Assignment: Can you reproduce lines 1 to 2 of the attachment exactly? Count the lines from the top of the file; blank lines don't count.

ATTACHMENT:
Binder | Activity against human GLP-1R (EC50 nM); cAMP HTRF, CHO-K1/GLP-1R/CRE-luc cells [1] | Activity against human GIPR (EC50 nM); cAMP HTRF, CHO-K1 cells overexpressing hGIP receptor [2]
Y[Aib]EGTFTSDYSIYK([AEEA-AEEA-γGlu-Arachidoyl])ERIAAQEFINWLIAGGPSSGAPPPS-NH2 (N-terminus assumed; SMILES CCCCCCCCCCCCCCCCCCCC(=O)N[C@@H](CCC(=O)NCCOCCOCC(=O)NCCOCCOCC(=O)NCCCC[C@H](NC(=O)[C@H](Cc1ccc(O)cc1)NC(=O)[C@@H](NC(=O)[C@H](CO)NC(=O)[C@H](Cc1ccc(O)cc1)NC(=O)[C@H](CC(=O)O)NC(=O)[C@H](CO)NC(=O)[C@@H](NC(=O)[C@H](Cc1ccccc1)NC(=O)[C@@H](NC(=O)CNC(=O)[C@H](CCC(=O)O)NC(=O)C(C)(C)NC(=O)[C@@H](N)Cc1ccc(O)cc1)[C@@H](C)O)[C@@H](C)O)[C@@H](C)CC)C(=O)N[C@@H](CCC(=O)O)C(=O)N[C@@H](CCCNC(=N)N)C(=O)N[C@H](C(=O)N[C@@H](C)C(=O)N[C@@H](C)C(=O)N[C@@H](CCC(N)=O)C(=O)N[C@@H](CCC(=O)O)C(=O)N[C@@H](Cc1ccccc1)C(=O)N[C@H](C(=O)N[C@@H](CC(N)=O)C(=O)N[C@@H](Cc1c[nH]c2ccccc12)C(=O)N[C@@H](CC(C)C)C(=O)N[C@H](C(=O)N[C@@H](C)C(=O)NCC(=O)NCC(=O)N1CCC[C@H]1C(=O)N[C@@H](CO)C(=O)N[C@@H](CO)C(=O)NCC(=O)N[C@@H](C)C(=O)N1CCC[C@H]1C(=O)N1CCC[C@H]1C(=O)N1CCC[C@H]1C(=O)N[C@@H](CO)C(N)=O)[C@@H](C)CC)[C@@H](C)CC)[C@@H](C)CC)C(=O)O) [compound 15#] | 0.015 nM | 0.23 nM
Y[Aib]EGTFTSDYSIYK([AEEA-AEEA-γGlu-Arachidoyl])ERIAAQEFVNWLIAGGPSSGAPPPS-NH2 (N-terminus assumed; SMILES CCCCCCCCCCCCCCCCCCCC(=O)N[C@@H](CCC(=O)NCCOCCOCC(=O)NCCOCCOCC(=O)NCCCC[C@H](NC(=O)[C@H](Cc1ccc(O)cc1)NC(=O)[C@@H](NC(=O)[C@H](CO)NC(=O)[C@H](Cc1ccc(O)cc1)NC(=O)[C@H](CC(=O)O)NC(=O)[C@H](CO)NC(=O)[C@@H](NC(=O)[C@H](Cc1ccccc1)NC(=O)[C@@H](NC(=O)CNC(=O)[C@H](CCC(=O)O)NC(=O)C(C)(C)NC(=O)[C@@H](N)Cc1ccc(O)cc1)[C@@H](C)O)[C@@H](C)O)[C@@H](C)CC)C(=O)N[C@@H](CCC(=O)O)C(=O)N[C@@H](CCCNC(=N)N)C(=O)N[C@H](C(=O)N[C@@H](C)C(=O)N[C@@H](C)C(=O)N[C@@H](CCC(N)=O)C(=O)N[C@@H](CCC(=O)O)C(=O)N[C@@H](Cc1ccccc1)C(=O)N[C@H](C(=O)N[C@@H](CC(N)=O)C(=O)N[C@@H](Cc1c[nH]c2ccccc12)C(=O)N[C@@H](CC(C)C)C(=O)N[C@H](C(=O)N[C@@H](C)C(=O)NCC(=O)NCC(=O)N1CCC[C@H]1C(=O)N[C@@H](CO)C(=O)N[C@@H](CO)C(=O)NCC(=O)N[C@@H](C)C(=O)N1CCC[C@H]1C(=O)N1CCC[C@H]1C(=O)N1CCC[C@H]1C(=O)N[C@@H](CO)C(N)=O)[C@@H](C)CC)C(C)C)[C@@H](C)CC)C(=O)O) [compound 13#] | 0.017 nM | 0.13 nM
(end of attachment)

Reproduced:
Binder | Activity against human GLP-1R (EC50 nM); cAMP HTRF, CHO-K1/GLP-1R/CRE-luc cells [1] | Activity against human GIPR (EC50 nM); cAMP HTRF, CHO-K1 cells overexpressing hGIP receptor [2]
Y[Aib]EGTFTSDYSIYK([AEEA-AEEA-γGlu-Arachidoyl])ERIAAQEFINWLIAGGPSSGAPPPS-NH2 (N-terminus assumed; SMILES CCCCCCCCCCCCCCCCCCCC(=O)N[C@@H](CCC(=O)NCCOCCOCC(=O)NCCOCCOCC(=O)NCCCC[C@H](NC(=O)[C@H](Cc1ccc(O)cc1)NC(=O)[C@@H](NC(=O)[C@H](CO)NC(=O)[C@H](Cc1ccc(O)cc1)NC(=O)[C@H](CC(=O)O)NC(=O)[C@H](CO)NC(=O)[C@@H](NC(=O)[C@H](Cc1ccccc1)NC(=O)[C@@H](NC(=O)CNC(=O)[C@H](CCC(=O)O)NC(=O)C(C)(C)NC(=O)[C@@H](N)Cc1ccc(O)cc1)[C@@H](C)O)[C@@H](C)O)[C@@H](C)CC)C(=O)N[C@@H](CCC(=O)O)C(=O)N[C@@H](CCCNC(=N)N)C(=O)N[C@H](C(=O)N[C@@H](C)C(=O)N[C@@H](C)C(=O)N[C@@H](CCC(N)=O)C(=O)N[C@@H](CCC(=O)O)C(=O)N[C@@H](Cc1ccccc1)C(=O)N[C@H](C(=O)N[C@@H](CC(N)=O)C(=O)N[C@@H](Cc1c[nH]c2ccccc12)C(=O)N[C@@H](CC(C)C)C(=O)N[C@H](C(=O)N[C@@H](C)C(=O)NCC(=O)NCC(=O)N1CCC[C@H]1C(=O)N[C@@H](CO)C(=O)N[C@@H](CO)C(=O)NCC(=O)N[C@@H](C)C(=O)N1CCC[C@H]1C(=O)N1CCC[C@H]1C(=O)N1CCC[C@H]1C(=O)N[C@@H](CO)C(N)=O)[C@@H](C)CC)[C@@H](C)CC)[C@@H](C)CC)C(=O)O) [compound 15#] | 0.015 nM | 0.23 nM